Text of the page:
You can find more stories from educators, students, and parents here.

What's Your Education Story?

Bodily fluids and belly buttons: How this Indianapolis principal embraces lessons learned the hard (and gross) way

PHOTO: Dylan Peers McCoy
Christine Rembert at the Teacher Story Slam, April 19, 2018.

For Christine Rembert, principal at Francis W. Parker School 56 in Indianapolis Public Schools, education is the family business.

Her dad teaches chemistry to adults, and her mom is a retired high school English teacher. So it made sense that Rembert, too, would be an educator. As she has transitioned from a teacher to an administrator, she’s done a lot of learning — in fact, she considers herself not the person with all the answers, but the “lead learner” in her school.

And it hasn’t always been glamorous. Dealing with bodily fluids, for example, is a regular part of her day. As a new principal, she confronted that head-on in an anecdote she recounted in a recent story slam sponsored by Chalkbeat, Teachers Lounge Indy, WFYI Public Media, and the Indianapolis Public Library.

Here’s an excerpt of her story. It has been lightly edited for length and clarity:

The last story I have to tell happened in my first few months as a school administrator, and I’ve learned many things from this story. I was sitting at my desk and doing some work, and my behavior person came in.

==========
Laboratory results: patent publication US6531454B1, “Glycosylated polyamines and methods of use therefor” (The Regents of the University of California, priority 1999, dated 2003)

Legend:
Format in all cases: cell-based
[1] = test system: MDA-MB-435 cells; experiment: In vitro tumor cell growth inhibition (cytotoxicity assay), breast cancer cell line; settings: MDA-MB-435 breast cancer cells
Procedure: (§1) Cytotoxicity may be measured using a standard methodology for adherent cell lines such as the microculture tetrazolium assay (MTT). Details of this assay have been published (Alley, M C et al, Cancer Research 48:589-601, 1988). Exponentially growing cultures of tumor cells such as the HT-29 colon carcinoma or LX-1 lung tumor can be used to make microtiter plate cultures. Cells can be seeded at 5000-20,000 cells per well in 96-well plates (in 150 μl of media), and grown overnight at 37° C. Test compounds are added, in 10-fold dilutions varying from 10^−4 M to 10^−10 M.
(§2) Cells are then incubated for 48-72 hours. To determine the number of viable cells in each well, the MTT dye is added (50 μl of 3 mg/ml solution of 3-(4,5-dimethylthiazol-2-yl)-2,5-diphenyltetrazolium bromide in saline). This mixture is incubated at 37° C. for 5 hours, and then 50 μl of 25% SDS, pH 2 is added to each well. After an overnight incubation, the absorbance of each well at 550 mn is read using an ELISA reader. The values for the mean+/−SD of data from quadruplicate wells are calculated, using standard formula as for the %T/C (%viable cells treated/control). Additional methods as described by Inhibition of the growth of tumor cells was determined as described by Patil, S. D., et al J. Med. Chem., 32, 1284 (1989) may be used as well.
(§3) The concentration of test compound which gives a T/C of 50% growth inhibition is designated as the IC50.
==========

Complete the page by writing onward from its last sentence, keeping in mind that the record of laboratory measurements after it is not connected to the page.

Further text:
That’s the person who’s kind of the bouncer in the school who manages all the naughty kids. So we had that person, and she came in, and she was a tall woman — over 6 feet tall. She looked down at my desk, and she said: Do you want me to tell you the story first?

And I, in all my brand-new administrator wisdom, said no. And she goes, well, I have a teacher and a kid, and we need to talk to you.

And I was like, OK come on in!

Well, note to self: When the behavior person says do you want me to tell you the story, you need to say yes right then.

Because the reason is you have to not laugh.

So the teacher came in, and she has a Clorox wipe, and she’s (frantically wiping her nose). And I was like, OK, that’s weird. She sat down, and the child came in, and she was kind of sad.

I proceeded to hear the story whereby the child had stuck her finger into her (wet) belly button and then held it up to the teacher’s nose and said: Smell my finger.

Public education is like living in a fraternity house.

Check out the video below to hear the rest of Rembert’s story.

You can find more stories from educators, students, and parents here.

 

What's Your Education Story?

Her motto was ‘There’s no crying in teaching’ … until she actually became a teacher

PHOTO: Dylan Peers McCoy
Allissa Impink at the Teacher Story Slam, April 19, 2018.

Allissa Impink started her teaching career determined to make a difference.

As a Teach For America corps member, she headed into her first job as a special education teacher in 2015. A former social worker, Impink had a strong background helping children and witnessing tough situations. She was prepared, she thought.